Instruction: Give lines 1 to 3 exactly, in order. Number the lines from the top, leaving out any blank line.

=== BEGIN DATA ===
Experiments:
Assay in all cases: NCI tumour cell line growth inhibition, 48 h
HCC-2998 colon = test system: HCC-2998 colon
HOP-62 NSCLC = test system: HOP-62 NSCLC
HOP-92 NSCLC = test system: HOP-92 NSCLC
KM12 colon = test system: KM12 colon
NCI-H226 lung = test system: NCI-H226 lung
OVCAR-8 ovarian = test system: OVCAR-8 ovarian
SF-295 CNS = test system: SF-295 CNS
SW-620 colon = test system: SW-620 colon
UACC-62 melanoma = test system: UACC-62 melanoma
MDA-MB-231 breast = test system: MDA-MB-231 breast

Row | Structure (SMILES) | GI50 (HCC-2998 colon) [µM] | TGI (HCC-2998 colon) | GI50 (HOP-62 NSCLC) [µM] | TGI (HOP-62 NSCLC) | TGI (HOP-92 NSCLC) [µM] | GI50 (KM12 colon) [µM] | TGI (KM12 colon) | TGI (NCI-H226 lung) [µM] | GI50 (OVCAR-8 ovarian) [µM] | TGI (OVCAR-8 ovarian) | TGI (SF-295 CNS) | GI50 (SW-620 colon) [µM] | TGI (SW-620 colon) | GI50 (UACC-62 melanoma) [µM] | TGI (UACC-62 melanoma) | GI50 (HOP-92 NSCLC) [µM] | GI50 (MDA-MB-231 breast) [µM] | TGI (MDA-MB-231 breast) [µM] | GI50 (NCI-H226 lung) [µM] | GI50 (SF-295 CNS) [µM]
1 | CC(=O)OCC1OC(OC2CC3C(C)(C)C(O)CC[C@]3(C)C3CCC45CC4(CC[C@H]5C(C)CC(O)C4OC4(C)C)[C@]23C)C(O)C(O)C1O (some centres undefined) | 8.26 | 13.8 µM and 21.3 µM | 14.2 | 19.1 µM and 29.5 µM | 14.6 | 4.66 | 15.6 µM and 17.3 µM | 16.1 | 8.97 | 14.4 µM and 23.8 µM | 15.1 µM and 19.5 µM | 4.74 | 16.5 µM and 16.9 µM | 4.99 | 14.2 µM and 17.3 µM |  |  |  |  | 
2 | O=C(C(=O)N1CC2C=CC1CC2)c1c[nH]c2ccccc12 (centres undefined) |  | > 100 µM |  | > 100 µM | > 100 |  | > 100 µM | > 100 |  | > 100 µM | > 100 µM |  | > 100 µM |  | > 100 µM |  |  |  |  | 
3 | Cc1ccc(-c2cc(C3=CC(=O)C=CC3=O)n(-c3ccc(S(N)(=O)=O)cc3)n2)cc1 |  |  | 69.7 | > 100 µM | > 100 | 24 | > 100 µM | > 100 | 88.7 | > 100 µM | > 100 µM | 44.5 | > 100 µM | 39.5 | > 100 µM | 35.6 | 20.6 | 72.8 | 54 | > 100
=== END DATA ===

Experiments:
Assay in all cases: NCI tumour cell line growth inhibition, 48 h
HCC-2998 colon = test system: HCC-2998 colon